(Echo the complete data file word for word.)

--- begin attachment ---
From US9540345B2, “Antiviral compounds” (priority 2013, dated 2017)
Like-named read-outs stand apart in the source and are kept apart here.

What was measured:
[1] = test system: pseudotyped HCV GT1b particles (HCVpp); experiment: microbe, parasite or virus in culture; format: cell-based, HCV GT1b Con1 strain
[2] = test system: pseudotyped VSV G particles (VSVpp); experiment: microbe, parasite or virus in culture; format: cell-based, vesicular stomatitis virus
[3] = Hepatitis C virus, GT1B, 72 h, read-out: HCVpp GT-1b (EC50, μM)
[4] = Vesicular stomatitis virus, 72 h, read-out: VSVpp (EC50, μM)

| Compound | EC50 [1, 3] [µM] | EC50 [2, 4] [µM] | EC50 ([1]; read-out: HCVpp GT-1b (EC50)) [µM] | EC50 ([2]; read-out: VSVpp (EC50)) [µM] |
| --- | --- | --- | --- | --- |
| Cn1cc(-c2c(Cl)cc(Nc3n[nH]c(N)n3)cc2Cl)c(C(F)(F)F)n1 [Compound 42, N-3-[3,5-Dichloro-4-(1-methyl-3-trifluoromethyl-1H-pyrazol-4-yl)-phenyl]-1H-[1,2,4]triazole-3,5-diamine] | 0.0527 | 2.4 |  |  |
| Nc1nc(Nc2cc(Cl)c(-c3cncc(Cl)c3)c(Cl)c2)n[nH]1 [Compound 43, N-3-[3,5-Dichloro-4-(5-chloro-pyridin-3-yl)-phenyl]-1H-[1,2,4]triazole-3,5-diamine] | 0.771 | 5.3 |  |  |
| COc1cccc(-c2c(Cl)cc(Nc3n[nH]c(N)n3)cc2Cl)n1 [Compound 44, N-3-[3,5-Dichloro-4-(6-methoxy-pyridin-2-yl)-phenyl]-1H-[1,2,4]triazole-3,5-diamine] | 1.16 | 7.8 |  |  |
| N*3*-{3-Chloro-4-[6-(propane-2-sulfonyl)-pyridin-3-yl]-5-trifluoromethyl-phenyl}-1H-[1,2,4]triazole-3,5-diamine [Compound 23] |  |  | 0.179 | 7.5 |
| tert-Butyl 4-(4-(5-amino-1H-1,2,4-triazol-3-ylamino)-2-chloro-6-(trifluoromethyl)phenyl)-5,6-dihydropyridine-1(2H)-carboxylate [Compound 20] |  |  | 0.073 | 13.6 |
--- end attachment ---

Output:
From US9540345B2, “Antiviral compounds” (priority 2013, dated 2017)
Like-named read-outs stand apart in the source and are kept apart here.

What was measured:
[1] = test system: pseudotyped HCV GT1b particles (HCVpp); experiment: microbe, parasite or virus in culture; format: cell-based, HCV GT1b Con1 strain
[2] = test system: pseudotyped VSV G particles (VSVpp); experiment: microbe, parasite or virus in culture; format: cell-based, vesicular stomatitis virus
[3] = Hepatitis C virus, GT1B, 72 h, read-out: HCVpp GT-1b (EC50, μM)
[4] = Vesicular stomatitis virus, 72 h, read-out: VSVpp (EC50, μM)

| Compound | EC50 [1, 3] [µM] | EC50 [2, 4] [µM] | EC50 ([1]; read-out: HCVpp GT-1b (EC50)) [µM] | EC50 ([2]; read-out: VSVpp (EC50)) [µM] |
| --- | --- | --- | --- | --- |
| Cn1cc(-c2c(Cl)cc(Nc3n[nH]c(N)n3)cc2Cl)c(C(F)(F)F)n1 [Compound 42, N-3-[3,5-Dichloro-4-(1-methyl-3-trifluoromethyl-1H-pyrazol-4-yl)-phenyl]-1H-[1,2,4]triazole-3,5-diamine] | 0.0527 | 2.4 |  |  |
| Nc1nc(Nc2cc(Cl)c(-c3cncc(Cl)c3)c(Cl)c2)n[nH]1 [Compound 43, N-3-[3,5-Dichloro-4-(5-chloro-pyridin-3-yl)-phenyl]-1H-[1,2,4]triazole-3,5-diamine] | 0.771 | 5.3 |  |  |
| COc1cccc(-c2c(Cl)cc(Nc3n[nH]c(N)n3)cc2Cl)n1 [Compound 44, N-3-[3,5-Dichloro-4-(6-methoxy-pyridin-2-yl)-phenyl]-1H-[1,2,4]triazole-3,5-diamine] | 1.16 | 7.8 |  |  |
| N*3*-{3-Chloro-4-[6-(propane-2-sulfonyl)-pyridin-3-yl]-5-trifluoromethyl-phenyl}-1H-[1,2,4]triazole-3,5-diamine [Compound 23] |  |  | 0.179 | 7.5 |
| tert-Butyl 4-(4-(5-amino-1H-1,2,4-triazol-3-ylamino)-2-chloro-6-(trifluoromethyl)phenyl)-5,6-dihydropyridine-1(2H)-carboxylate [Compound 20] |  |  | 0.073 | 13.6 |